Things I want to keep January 23 2015

Sometimes, I find things that I really would like to hang on to, if only for a while. This is one of those items. You can just feel the history pouring off it. It is a stunning example of a Kuba beaded belt, but more than that, it is a REALLY early one. Just look at the back and you can see that it is stitched together with what looks like some sort of grass or plant material and you can see where it has been patched and repaired over the years. Together with the irregular size and shape of the beads, these are exactly the sorts of things that all add up to show its true age. It will be a shame to see it go, but in the mean time I will enjoy it as much as I can.


Zebra skull September 23 2014

Just in, this lovely example of a skull from the plains zebra Equus quagga. Beautifully mounted on a plinth and also has the loops to be wall mounted. A spectacular statement piece.

Woolly Mammoths July 10 2014

Recently added to the collection we have some lovely LARGE examples of fossilised mammoth teeth. There are also woolly Rhinoceros bones and other similar items. Check them out in the fossils collection.

Antique eggs May 06 2014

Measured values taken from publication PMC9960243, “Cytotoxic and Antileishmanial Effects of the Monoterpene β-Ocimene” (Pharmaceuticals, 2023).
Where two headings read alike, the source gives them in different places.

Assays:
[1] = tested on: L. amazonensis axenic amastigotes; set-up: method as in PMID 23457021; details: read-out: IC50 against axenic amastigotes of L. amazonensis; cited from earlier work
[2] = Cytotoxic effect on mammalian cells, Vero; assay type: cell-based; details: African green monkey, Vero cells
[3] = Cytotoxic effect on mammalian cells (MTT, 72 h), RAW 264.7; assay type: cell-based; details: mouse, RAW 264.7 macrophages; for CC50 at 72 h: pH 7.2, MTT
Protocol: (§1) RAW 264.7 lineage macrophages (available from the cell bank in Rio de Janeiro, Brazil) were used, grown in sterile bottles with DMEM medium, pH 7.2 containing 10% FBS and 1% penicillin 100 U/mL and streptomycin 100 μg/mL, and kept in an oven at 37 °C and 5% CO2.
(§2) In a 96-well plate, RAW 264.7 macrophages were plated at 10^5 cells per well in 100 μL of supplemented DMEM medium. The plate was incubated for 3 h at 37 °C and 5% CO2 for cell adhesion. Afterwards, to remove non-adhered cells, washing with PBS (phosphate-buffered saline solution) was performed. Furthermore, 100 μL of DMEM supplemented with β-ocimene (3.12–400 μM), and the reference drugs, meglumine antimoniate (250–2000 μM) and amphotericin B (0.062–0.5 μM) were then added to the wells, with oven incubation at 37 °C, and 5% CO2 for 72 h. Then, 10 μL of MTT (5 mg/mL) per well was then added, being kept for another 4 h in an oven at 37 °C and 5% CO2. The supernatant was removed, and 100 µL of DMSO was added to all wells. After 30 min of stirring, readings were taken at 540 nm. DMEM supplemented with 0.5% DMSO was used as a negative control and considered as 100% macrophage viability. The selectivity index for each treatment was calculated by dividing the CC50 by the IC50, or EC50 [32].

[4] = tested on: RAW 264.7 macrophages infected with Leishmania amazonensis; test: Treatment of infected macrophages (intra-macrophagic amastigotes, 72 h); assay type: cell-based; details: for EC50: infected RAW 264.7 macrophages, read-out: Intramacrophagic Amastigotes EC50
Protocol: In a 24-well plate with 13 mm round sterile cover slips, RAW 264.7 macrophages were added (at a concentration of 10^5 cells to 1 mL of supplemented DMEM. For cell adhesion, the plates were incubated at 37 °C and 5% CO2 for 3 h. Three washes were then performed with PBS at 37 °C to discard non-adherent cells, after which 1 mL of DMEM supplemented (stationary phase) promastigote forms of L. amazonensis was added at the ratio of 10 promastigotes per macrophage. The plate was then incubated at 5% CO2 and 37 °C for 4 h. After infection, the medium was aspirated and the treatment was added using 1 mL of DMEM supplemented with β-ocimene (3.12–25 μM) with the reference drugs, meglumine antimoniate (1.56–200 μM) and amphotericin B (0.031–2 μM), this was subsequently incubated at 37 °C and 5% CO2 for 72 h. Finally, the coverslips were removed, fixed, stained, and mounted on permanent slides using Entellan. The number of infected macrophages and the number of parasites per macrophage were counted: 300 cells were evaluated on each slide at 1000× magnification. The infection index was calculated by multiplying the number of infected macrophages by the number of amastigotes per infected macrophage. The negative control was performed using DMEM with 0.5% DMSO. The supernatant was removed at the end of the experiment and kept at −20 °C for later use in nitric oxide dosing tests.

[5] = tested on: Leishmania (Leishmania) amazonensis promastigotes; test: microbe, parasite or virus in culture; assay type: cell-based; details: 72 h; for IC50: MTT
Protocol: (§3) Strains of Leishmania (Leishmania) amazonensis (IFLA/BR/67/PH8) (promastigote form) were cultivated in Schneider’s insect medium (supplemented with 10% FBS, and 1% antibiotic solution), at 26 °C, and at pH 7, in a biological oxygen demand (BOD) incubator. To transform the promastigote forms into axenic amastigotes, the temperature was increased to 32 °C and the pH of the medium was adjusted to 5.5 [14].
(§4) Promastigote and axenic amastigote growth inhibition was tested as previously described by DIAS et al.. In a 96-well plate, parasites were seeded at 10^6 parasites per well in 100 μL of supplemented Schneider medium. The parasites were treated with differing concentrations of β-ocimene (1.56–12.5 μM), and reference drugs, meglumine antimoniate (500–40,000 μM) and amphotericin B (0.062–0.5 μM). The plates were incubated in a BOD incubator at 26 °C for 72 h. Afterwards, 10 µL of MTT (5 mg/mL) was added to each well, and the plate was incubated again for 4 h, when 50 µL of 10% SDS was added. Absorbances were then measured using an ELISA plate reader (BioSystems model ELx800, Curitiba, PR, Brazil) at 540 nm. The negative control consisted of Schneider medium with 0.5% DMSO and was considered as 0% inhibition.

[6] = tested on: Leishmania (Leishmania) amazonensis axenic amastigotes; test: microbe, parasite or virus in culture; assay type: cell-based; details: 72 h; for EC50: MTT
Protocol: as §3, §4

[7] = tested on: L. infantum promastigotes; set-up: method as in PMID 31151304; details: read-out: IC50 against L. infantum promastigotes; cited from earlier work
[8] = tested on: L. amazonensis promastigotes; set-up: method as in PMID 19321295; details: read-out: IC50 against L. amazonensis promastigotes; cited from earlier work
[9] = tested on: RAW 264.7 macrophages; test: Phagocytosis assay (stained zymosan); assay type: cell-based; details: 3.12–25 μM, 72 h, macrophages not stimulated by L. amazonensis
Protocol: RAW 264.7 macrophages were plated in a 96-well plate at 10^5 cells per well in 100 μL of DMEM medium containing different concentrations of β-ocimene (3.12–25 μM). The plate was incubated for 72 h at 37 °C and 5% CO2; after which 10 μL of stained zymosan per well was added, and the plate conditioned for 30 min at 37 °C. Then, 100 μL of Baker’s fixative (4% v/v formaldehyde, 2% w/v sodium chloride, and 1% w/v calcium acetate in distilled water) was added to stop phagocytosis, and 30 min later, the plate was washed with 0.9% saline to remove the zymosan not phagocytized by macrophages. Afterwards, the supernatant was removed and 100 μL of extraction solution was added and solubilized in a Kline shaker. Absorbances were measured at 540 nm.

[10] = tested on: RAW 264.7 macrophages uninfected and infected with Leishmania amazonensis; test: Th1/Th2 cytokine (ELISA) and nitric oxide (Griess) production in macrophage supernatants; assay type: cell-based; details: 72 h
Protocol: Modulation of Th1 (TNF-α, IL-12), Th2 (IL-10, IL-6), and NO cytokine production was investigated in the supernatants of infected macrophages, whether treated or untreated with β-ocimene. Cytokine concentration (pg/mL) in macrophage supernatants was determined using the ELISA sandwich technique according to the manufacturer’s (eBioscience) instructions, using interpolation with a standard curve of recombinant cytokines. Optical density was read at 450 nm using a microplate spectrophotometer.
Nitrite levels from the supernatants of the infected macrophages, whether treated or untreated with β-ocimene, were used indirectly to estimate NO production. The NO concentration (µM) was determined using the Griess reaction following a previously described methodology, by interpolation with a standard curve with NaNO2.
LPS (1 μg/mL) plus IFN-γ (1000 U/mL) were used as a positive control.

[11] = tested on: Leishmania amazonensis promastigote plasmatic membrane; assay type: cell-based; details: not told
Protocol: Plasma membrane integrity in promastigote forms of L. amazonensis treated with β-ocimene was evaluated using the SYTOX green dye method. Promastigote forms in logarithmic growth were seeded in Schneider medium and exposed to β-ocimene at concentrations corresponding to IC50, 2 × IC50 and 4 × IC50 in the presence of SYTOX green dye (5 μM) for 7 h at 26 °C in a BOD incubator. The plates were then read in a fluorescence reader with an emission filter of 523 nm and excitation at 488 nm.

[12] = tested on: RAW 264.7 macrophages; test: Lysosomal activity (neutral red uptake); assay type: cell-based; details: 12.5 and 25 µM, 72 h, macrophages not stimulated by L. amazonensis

The on-line store has now been open for more than a week now and new products are being added daily.

Today I have just listed a beautiful Victorian or Edwardian egg collectors specimen box together with eggs (Ostrich, emu and rhea). I love these old examples of the naturalists paraphernalia. They are so well made that they usually have lasted very well and still look great as part of a collection. I have had this sitting on the side next to an old brass microscope. Hopefully it will last for at least another 100 years.

You can often tell whether an ostrich egg is really old. They seem to have much larger pores than other similar eggs and over the years these pores trap small particles of grease and dust and give the egg a characteristic speckled appearance (see photos). This is much more pronounced in Ostrich eggs particularly.